Functional balance assessments like the Functional Gait Assessment (FGA) gauge the individual’s ability to perform everyday tasks requiring dynamic balance control. This ties the functional movement aspect that is so impactful with vestibular conditions. To include movements such as turns, stepping over objects, narrow walking, walking eyes closed, or walking with head turns helps determine troublesome movements for each individual. These types of test can also help build a rehab program and act as a retest to track progress.
Testing from other Providers
Videonystagmography (VNG) and Vestibular Evoked Myogenic Potentials (VEMP), we delve deep into the function of the vestibular nerve branches, shedding light on the superior and inferior pathways. By assessing the integrity of these neural pathways, we gain invaluable insights into vestibular function. However, it’s essential to acknowledge the limitations—while VNG and VEMP offer vital information, they can’t capture every nuance of vestibular nerve activity. Consequently, normal test results don’t always rule out vestibular involvement, especially in conditions like vestibular migraine. This type of testing does include a hearing test, which can help determine conditions such as Meniere’s Disease. More on this type of testing here.
MRI: this can rule out central causes of dizziness such as MS, stroke, Parkinsons, cerebellar disorders, acoustic neuroma. This cannot diagnose a concussion or vestibular migraine, which can be a vestibular condition resulting in dizziness, but a normal test result. This type of test is important to rule out other possible causes, but can feel discouraging as a normal test result when you’re not feeling normal.
Cardiology workup, tilt table testing. This is an area that can result in dizziness with conditions such as atrial fibrillation. Screening for other areas such as orthostatic hypotension, or Postural Orthostatic Tachycardia Syndrome (POTS) should be considered with a cardiologist (sometimes this is neurology as well) to diagnose and assist with management.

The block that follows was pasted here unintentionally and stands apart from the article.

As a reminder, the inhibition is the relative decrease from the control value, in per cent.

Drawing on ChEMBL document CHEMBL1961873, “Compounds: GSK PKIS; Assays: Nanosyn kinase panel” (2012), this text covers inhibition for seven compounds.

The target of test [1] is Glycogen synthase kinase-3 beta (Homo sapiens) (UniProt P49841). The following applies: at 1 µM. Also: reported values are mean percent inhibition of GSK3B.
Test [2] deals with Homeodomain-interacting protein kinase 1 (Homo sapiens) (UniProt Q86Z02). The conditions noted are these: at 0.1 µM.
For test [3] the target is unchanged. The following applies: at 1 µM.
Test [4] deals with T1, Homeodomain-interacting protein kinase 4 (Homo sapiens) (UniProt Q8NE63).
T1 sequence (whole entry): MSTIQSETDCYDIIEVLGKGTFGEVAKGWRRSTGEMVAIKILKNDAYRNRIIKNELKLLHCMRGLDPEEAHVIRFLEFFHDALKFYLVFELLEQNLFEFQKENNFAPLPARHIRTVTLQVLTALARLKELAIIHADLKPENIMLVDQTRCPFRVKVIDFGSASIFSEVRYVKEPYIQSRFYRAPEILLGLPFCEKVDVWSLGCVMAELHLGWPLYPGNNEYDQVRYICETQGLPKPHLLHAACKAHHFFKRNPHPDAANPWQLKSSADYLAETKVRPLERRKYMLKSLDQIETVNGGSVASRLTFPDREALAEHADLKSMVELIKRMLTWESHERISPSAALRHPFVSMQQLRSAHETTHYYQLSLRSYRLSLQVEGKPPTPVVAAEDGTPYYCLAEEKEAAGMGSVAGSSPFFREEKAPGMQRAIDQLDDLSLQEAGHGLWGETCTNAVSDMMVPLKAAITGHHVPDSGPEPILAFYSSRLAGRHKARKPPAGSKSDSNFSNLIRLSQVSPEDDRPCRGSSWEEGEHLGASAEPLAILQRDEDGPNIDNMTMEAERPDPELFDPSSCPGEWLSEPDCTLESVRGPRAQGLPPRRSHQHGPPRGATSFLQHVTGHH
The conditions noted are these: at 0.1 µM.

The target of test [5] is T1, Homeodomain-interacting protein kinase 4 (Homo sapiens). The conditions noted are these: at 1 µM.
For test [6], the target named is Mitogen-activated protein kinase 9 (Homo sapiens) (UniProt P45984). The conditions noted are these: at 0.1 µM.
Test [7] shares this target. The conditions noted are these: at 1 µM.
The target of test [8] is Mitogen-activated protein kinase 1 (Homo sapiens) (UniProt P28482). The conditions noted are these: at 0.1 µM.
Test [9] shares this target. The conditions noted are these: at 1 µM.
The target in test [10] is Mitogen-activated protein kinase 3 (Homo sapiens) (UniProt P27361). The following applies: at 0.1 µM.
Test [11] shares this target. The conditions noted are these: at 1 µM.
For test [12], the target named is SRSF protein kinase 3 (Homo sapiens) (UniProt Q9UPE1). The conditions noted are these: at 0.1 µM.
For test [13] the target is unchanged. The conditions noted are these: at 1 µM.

Navigating the labyrinth of vestibular diagnosis demands a holistic approach, recognizing the unique challenges posed by vestibular disorders. While conventional testing may yield normal results, it is imperative to delve deeper into the vestibular system to uncover underlying dysfunction. By harnessing specialized tests and examinations tailored to assess vestibular function, individuals can finally find clarity amidst the dizzying array of symptoms. So, if you find yourself trapped in the cycle of unexplained dizziness, remember—it’s not just about normal test results; it’s about deciphering the vestibular puzzle to reclaim your equilibrium and quality of life.
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Remember: this post is for informational purposes only and may not be the best fit for you and your personal situation. It shall not be construed as medical advice. The information and education provided here is not intended or implied to supplement or replace professional medical treatment, advice, and/or diagnosis. Always check with your own physician or medical professional before trying or implementing any information read here.
Renga V. Clinical Evaluation of Patients with Vestibular Dysfunction. Neurol Res Int. 2019 Feb 3;2019:3931548. doi: 10.1155/2019/3931548. PMID: 30863640; PMCID: PMC6377969.